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Roadcraft tips: Motorcycle Riding Tips

motorcycle riding tips - where to look

Where should I be looking whilst riding?

Look as far down the road as you can see then bring your vision back towards you. Scan the road in front of you checking the road surface, what’s on the sides of the road, and what’s on the footpaths. Check side roads and driveways and regularly check your mirrors.

Keep your eyes moving around so you can see hazards early and avoid just staring in front of you or looking down. Don’t fixate on one thing.

When should I do head checks?

There are four main times you should do a head check and not just checking your mirrors but turning your head to check your blind spots.

  • Before you pull away from the side of the road and into traffic.
  • When changing lanes the last thing you should do is a head check into the lane you are entering.
  • When stopped at a red light, once your lights turn green don’t just take off. Check left and right to make sure another vehicle is not running the red lights before you take off.
  • Merging lanes. If two lanes merge into one do a head check into the lane running out next to you and make sure another vehicle hasn’t decided to try and come past you at the last minute.   

What should you do when approaching an intersection?

A good sequence to perform as you approach an intersection is to firstly press the cancel button on your indicators. Many accidents have occurred because a rider has left an indicator on unintentionally, especially a left indicator.

Move into the right wheel track so you can be seen better and cover your brakes and clutch. Start “if-then” thinking. If another vehicle pulls out then what do I need to do? This will greatly reduce your reaction time if you do need to brake.

It is nice to have the other driver looking your way but this doesn’t necessarily mean they are seeing you. Drivers who aren’t looking for motorcycles can look straight through you.

A better indication a vehicle is about to pull out is to watch the front wheel. If that front wheel starts to roll you should be squeezing your brakes on.

What following distance should I keep from other vehicles?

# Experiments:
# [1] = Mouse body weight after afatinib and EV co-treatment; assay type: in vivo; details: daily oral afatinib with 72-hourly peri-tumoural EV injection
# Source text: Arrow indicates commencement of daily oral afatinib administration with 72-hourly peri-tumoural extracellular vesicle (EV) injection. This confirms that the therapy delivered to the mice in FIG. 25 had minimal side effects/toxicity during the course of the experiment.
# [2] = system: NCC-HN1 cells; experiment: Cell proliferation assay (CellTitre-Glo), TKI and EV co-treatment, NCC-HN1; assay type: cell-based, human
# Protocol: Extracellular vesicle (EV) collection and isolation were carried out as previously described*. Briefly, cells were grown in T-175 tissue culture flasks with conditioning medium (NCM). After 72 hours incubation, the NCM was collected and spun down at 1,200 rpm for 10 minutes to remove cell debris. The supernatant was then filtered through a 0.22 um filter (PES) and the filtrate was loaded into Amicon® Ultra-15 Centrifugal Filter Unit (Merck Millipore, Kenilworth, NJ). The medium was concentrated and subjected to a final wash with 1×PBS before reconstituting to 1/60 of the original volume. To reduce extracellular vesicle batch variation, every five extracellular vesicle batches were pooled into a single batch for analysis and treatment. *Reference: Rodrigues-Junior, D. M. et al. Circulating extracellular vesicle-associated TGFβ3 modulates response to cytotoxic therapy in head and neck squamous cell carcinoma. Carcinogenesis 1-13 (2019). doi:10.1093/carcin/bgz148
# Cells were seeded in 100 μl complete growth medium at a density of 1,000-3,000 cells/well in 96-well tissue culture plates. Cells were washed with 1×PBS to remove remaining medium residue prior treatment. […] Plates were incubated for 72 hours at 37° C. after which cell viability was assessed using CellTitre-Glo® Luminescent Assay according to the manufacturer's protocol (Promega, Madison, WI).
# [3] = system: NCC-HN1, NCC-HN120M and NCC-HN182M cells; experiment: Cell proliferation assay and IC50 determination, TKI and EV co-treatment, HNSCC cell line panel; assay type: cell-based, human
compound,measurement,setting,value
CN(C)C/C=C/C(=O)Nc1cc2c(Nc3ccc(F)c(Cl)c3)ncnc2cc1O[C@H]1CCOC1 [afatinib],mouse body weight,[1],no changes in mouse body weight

As a motorcycle rider, you need to be very aware that your motorcycle cannot out-brake a car. We have less rubber on the road and therefore less grip to stop with.

Keeping a minimum of a 3-second gap between you and other road users will give you reaction time and braking distance. To count a 3-second gap, pick a point on the road and when the rear of the vehicle you are following gets to that point start to count. 1 one thousand 2 one thousand 3 one thousand.

You don’t want to get to that point until you have counted to 3 one thousand.

You should also be looking past the vehicle you are following and reacting to the changes in traffic conditions further down the road. If a vehicle three down starts to brake it’s like a domino effect, it will come back to you so do something early.

motorcycle riding tip - safe distance

What else can we do to stay safe on the road?

Make plans as you ride, “If-then” thinking. Watch what is going on around you and think to yourself, if this happens then I can do that.

Seeing hazards early and reacting early are the best things you can do out on the road. Give yourself space and time and this will go a long way to making your riding safe and enjoyable. 

What if it really goes wrong and I can’t stop or it looks like a vehicle will hit me from behind?

It should always be a last resort, but motorcycle riders can use gaps car drivers can’t even contemplate if they really need to get out of trouble. Better to roll down between 2 cars if you really must than to run into the back of one or have one run into you so think about escape plans for worst case scenarios.

One of the advantages a motorcycle has is its smaller size and superior manoeuvrability over cars. Riders need to be prepared to utilise this if they really need to.

Stay safe out there and enjoy your riding.

GRANDPRIX

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